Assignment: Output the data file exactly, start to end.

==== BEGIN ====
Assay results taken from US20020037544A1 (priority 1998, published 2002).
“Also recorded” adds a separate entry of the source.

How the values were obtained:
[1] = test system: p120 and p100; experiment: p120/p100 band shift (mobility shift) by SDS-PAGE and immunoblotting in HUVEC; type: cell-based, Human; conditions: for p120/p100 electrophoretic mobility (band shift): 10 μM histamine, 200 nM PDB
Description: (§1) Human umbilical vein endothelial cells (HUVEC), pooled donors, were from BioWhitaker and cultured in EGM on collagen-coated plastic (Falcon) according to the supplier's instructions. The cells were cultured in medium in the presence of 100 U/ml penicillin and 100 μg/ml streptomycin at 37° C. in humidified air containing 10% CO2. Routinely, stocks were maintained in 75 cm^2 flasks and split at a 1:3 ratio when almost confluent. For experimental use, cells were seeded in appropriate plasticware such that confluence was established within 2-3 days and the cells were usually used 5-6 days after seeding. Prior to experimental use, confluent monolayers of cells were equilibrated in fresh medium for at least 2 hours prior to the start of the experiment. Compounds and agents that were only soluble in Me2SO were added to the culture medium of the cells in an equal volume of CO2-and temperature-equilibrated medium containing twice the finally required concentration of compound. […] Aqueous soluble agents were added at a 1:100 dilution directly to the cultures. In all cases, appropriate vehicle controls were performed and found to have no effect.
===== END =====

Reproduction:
Assay results taken from US20020037544A1 (priority 1998, published 2002).
“Also recorded” adds a separate entry of the source.

How the values were obtained:
[1] = test system: p120 and p100; experiment: p120/p100 band shift (mobility shift) by SDS-PAGE and immunoblotting in HUVEC; type: cell-based, Human; conditions: for p120/p100 electrophoretic mobility (band shift): 10 μM histamine, 200 nM PDB
Description: (§1) Human umbilical vein endothelial cells (HUVEC), pooled donors, were from BioWhitaker and cultured in EGM on collagen-coated plastic (Falcon) according to the supplier's instructions. The cells were cultured in medium in the presence of 100 U/ml penicillin and 100 μg/ml streptomycin at 37° C. in humidified air containing 10% CO2. Routinely, stocks were maintained in 75 cm^2 flasks and split at a 1:3 ratio when almost confluent. For experimental use, cells were seeded in appropriate plasticware such that confluence was established within 2-3 days and the cells were usually used 5-6 days after seeding. Prior to experimental use, confluent monolayers of cells were equilibrated in fresh medium for at least 2 hours prior to the start of the experiment. Compounds and agents that were only soluble in Me2SO were added to the culture medium of the cells in an equal volume of CO2-and temperature-equilibrated medium containing twice the finally required concentration of compound. […] Aqueous soluble agents were added at a 1:100 dilution directly to the cultures. In all cases, appropriate vehicle controls were performed and found to have no effect.